Is New Employee Training Worth the Investment?

Balance the benefits with the costs

New Employee Training
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Many companies provide some kind of introductory training (or orientation) for most of their new employees. It may take the form of an older employee tasked with showing the new employee "the ropes." Or, it may be left to the HR department or the new hire's supervisor to get them started.

Many organizations, especially in government and academia, have created new employee training that is designed exclusively, or primarily, to provide mandated safety familiarization.

However, some companies in highly competitive industries recognize the value in new employee orientation (NEO) and take it even further. They require several weeks, or even months, of training so that new employees become familiar with the company, its products, its culture, its policies, and sometimes even its competition. But there's a measurable cost to that training and it begs the question, is it worth the cost? And the answer is, sometimes.

What the Experts Say

Technology in the workplace changes so rapidly that companies either have to keep up or lose revenue to the competition. A survey by the Ontario (Canada) Skills Development Office found 63 percent of the respondents planned to "introduce new technology into the workplace that would require staff training." A third of the respondents included "improving employee job performance" and "keeping the best employees" as desired outcomes.

The American Society for Training and Development (ASTD) says that companies spend less than $1,500 per employee on training and that most money spent on training goes toward technical and professional training. Barely anything is spent on new employee orientation or quality, competition, or business practices training.

The Cost-Value Equation

Even though $1,500 per year for training each employee doesn't sound like a lot, it's still a cost. For some companies, especially those noted for their high turnover, it can be a major expense. If your profit per employee is less than $1,500, then clearly training can't be justified. Also, some employers believe it is the worker's responsibility to acquire the skills necessary to do a job before getting hired.

Benefits of New Employee Training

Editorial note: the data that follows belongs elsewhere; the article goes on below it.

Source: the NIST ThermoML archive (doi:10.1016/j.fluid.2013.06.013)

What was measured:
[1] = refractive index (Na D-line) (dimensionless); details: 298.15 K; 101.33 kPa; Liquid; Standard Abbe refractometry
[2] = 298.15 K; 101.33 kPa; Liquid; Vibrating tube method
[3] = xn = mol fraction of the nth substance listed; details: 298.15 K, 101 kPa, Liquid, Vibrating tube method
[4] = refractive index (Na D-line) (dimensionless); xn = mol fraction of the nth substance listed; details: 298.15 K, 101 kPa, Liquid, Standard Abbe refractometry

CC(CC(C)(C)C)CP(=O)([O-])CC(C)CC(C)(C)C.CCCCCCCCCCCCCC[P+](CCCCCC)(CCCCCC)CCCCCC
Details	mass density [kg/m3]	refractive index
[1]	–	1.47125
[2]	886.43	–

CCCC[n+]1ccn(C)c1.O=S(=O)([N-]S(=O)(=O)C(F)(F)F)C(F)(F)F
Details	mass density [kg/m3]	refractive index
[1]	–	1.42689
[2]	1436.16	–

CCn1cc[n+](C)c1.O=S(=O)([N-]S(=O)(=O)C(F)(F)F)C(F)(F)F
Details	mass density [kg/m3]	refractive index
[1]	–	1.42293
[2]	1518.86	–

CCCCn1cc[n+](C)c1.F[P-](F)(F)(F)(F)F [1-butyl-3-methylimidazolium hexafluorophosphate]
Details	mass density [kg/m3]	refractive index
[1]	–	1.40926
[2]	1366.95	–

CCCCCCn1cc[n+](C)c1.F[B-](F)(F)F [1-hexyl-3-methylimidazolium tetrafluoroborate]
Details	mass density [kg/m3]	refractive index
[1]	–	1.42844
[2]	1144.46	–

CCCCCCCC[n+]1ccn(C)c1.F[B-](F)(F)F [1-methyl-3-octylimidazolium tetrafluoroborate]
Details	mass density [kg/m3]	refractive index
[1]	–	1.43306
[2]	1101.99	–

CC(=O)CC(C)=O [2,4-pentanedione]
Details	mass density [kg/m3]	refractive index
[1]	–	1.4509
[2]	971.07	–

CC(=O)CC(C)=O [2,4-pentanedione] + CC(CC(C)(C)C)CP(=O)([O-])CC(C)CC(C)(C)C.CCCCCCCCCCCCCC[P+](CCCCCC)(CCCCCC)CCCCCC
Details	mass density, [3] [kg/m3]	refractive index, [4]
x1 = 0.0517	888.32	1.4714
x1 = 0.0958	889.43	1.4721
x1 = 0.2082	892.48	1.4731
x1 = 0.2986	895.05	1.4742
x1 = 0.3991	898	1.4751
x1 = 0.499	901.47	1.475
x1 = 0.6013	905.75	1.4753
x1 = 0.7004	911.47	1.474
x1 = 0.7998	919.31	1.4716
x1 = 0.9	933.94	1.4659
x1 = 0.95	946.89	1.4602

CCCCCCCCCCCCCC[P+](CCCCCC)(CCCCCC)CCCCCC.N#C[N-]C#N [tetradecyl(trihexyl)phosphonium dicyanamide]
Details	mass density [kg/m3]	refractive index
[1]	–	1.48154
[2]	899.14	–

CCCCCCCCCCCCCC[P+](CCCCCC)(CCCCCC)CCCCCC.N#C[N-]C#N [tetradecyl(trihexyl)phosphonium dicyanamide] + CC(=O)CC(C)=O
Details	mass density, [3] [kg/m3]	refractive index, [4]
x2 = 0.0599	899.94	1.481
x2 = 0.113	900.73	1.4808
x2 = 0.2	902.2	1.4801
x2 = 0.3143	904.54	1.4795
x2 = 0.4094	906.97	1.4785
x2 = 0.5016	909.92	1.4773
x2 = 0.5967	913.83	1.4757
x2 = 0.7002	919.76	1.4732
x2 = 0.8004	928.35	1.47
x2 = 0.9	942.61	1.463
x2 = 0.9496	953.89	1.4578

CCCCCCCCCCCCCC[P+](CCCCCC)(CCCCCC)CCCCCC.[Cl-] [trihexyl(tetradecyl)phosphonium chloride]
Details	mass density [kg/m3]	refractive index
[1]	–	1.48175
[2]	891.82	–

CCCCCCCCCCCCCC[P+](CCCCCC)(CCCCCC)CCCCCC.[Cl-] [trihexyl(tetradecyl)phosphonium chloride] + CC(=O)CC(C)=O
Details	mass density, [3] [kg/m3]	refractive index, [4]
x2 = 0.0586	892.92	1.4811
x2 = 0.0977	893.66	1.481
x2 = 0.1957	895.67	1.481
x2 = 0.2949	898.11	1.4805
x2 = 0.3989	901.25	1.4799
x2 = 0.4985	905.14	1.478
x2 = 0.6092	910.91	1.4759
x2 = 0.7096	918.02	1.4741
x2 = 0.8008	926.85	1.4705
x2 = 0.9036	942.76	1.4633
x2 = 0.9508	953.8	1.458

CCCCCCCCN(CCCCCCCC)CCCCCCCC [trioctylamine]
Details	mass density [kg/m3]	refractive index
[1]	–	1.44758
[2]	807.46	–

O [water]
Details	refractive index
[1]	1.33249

Interestingly, all the reasons to not train a new employee (except cost itself) are the very same reasons you would want to do the training. For example, if you experience high turnover, training new employees will make them more productive, they'll feel better about themselves and the job, and ultimately, they'll stick around longer.

However, if your profit per employee is less than $1,500 per year, then you have a problem and need to start training all your employees, not just your new hires. Begin by showing your stakeholders the potential return on investment (ROI) of the training. This, of course, is only the case if government regulation, insurance coverage, and common sense dictate some training must be given to every new employee.

Additional Reasons for New Employee Training

American International Assurance is an ISO 9002 certified insurance company. AIA makes a commitment to train their staff because AIA "recognizes that the training and development knowledge, attitude, and skills of the staff (and agency field force) are fundamental to its continued efficient and profitable performance.” Orchard Supply Hardware considers its New Employee Training program important enough to include in their list of benefits for full- and part-time employees.

Training as a Separate Function 

Dr. Edward Gordon is such a firm believer in training, he recommends that companies make training a standalone function, separate from HR. He points out a 20 percent increase in training expenditure since 1983 has not kept pace with the 24 percent increase in workers over the same period of time. He suggests training managers use return on investment to demonstrate that the training function is a profit center, not just a cost center. Dr. Gordon also points out that companies such as Sprint, Xerox, General Electric, and General Motors have opted to establish Corporate Universities, reflecting the importance they place on employee training.